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'Texas Sandfest' enjoys popularity, but few Asian visitors

Editor: Qian Ding 丨CCTV.com

05-03-2017 12:13 BJT

By Tom McGregor

Editor's Note: CCTV.com Panview had taken a 2-week tour of South Texas, visiting Houston, San Antonio, Corpus Christi and Port Aransas. We witnessed Texas' economic development, visited tourism attractions and saw how Texans and the Chinese are drawing closer together. We will feature a series of articles on China-Texas ties and its impact on the world-at-large.

'Texas Sandfest' held in Port Aransas on April 21-23  Photo/Zhou Yawei

Port Aransas appears to be an idyllic beach town on the Texas Gulf Coast, even though its population hovers at around 3,400.

The small village stood tall on April 21-23, hosting the 21st annual 'Texas Sandfest' with world-renowned master sand sculptors competing in a sand design contest.

This year's event had witnessed a record number of visitors, more than 100,000 adults who reportedly purchased a 3-day pass for $US10. Last year's attendance figures were recorded at 75,000.

Considering Port Aransas’ isolated location; luring in a large crowd forged a significant accomplishment.

Nevertheless, CCTV.com Panview did not see Chinese-American or Chinese-born visitors who attended Texas Sandfest, but a few Vietnamese and Indians were observed there.

‘Texas Sandfest’ held in Port Aransas on April 21-23  Photo/Zhou Yawei

Where are the Asians?

Despite better-than-expected attendance rates, Texas Sandfest organizers should pursue more Asian outreach via Social Media.

"14 years ago when I first volunteered, the event was small and only a few people came." Lisa Shelton, Texas Sandfest volunteer coordinator told CCTV.com. "But starting five years ago, the festival got much larger after we reorganized our board of directors and moved in a different direction."

Her team of 250+ volunteers were successful with an aggressive Social Media campaign and purchased radio and TV ads in the region.

The strategy paid off, but Shelton confessed her team failed to make direct public appeals to attract more Asian visitors. She pledged to connect more closely with the Asian community, especially the Chinese, in the years ahead.

‘Texas Sandfest’ held in Port Aransas on April 21-23  Photo/Zhou Yawei

Sandfest with Chinese connections

Although only a few Asians were seen in attendance, a master sculptor, who prints business cards, entitled, "Amazing Walter," the self-proclaimed, "Grand Poobah - Sons of the Beach, South Padre Island," holds fond memories of China.

"I travel the world competing in contests. It's a family affair, since my wife and children have joined in," he told CCTV.com. "I've been to beaches on the southern and eastern coasts of China."

He added, "My favorite place in China is Hainan Island with its beautiful sand, so ideal for sand sculptures."

Meanwhile, the Nguyen family - son Henry and mother Amy - Vietnamese natives living in Houston, sold Asian BBQ at Texas Sandfest, offering Asian-fusion meals for the masses.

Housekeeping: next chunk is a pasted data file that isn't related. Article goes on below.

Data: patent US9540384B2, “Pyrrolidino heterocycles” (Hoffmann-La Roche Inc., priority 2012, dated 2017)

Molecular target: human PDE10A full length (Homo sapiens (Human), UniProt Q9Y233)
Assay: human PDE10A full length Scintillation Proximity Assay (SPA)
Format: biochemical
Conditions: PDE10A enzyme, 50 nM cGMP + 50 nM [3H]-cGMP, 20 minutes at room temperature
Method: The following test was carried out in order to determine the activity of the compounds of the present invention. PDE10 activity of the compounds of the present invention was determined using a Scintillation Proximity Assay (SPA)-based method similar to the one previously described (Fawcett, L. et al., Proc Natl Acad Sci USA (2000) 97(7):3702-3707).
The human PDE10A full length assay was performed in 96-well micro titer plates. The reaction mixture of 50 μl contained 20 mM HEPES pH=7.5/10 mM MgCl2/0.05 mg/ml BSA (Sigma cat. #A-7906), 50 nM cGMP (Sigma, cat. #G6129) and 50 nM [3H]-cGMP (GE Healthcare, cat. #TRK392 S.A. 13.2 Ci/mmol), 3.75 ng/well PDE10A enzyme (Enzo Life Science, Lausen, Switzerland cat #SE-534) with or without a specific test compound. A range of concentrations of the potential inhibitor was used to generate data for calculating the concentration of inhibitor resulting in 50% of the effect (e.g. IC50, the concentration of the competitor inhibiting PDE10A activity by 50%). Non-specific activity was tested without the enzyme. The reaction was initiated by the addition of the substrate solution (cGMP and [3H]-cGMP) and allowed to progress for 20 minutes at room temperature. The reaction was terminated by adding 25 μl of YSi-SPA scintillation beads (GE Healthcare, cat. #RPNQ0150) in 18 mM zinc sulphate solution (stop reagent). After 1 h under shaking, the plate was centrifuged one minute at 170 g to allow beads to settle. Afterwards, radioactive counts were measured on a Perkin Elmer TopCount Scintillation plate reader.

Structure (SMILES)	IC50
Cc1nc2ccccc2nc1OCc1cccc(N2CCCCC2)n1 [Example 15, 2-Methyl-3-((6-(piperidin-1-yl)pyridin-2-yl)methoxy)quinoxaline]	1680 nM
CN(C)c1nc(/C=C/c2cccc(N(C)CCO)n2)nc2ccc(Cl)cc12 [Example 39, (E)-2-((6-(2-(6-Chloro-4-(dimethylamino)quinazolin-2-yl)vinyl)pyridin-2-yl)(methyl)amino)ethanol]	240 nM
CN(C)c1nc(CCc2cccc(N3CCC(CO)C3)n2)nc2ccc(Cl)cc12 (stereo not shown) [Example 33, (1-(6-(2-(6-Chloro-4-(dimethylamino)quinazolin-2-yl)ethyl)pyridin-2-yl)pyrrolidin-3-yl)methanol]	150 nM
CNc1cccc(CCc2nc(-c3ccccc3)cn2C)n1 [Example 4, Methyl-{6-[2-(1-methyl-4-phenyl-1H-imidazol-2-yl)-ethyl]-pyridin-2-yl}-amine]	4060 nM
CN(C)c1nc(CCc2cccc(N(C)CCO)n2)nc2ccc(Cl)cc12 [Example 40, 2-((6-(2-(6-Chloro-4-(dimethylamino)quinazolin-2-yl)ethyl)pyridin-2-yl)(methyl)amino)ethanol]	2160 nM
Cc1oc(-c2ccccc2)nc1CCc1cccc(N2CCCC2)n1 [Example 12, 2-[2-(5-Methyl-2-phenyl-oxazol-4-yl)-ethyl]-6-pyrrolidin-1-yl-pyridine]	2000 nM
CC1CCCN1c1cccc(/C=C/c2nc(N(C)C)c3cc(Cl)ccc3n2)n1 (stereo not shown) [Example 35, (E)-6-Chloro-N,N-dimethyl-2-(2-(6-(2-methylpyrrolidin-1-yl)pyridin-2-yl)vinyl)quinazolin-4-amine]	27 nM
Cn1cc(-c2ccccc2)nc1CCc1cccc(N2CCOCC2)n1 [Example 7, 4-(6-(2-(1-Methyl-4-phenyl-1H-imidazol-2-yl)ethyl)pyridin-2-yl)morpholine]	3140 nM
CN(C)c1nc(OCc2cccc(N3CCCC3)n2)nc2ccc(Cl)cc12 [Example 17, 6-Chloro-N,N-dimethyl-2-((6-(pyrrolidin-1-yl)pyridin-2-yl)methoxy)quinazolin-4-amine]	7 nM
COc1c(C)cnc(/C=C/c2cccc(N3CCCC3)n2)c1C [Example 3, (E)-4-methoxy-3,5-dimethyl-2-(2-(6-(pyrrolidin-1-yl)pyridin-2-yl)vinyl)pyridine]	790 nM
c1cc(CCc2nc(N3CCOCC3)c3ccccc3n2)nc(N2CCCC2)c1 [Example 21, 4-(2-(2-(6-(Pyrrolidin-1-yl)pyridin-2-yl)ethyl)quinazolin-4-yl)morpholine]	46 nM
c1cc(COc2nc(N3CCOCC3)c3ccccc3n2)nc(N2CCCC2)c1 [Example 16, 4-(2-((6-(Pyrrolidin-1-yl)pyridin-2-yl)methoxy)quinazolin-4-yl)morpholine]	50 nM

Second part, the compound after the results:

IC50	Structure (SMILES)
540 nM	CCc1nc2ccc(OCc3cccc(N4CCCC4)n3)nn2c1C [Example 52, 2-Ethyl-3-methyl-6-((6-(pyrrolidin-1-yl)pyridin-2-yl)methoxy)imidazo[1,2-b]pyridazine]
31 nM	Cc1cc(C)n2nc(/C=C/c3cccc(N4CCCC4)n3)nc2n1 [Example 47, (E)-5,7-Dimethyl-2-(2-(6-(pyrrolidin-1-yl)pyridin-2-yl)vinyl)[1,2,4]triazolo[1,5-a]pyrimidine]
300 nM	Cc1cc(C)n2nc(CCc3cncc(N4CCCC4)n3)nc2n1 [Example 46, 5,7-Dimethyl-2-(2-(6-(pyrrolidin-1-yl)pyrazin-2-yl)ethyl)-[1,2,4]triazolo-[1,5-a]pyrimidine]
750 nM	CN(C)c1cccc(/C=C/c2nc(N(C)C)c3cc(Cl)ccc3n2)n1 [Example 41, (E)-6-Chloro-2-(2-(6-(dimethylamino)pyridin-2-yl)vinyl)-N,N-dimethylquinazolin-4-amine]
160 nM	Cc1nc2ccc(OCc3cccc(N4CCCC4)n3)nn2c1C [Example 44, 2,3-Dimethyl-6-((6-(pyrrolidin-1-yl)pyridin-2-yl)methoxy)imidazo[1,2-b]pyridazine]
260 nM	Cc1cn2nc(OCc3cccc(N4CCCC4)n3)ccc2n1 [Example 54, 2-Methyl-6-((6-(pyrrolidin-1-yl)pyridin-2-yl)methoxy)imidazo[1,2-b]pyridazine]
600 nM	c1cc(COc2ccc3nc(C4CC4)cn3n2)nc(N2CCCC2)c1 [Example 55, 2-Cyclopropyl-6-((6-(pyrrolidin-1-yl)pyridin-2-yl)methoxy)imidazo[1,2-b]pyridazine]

"We are happy to live in Texas," said Henry Nguyen. "The Vietnamese in Houston’s vibrant Asian community are united with people from other Asian countries."

He explained the Chinese, Japanese, Koreans and Vietnamese in Houston support each other to achieve harmony for the greater good, as they seek to overlook historical and cultural disputes among neighboring nations.

'Texas Sandfest' held in Port Aransas on April 21-23  Photo/Zhou Yawei

Search for Asian solutions

During CCTV.com's 2-week tour of South Texas, the Chinese media outlet discovered that few Texans are familiar with WeChat, China's most popular Social Media platform, with nearly 1 billion active registered users.

Shelton disclosed she was not aware of WeChat’s existence. Perhaps Texas Sandfest organizers should conduct more research on WeChat and other widely-used platforms in the Far East to deliver direct messages to the Asian community.

Other helpful suggestions would be to invite more master sand sculptors who are of Asian-descent. Texas Sandfest also sponsors a 3-day music concert and it would be encouraging to invite Asian rock groups to perform on stage.

'Texas Sandfest' held in Port Aransas on April 21-23  Photo/Zhou Yawei

More diversity brings higher attendance

Texas Sandfest deserves recognition as an impressive event, which coincides with Texas’ strong economy and rising population in recent years.

Port Aransas has grown in prosperity as well, but for even stronger success, local officials should engage in more Asian outreach, asking them to come and see the beautiful beach town in Texas.

Local authorities should also appoint an 'Asian Ambassador' for Texas Sandfest and other similar activities; and seeking to create sister cities with their Asian counterparts might also be of some help to boost local cities’ popularity in Asia and to create win-win solutions.

 Tom McGregor, CCTV.com Panview commentator and editor


(The opinions expressed here do not necessarily reflect the opinions of Panview or CCTV.com)

Panview offers a new window of understanding the world as well as China through the views, opinions, and analysis of experts. We also welcome outside submissions, so feel free to send in your own editorials to "globalopinion@vip.cntv.cn" for consideration.

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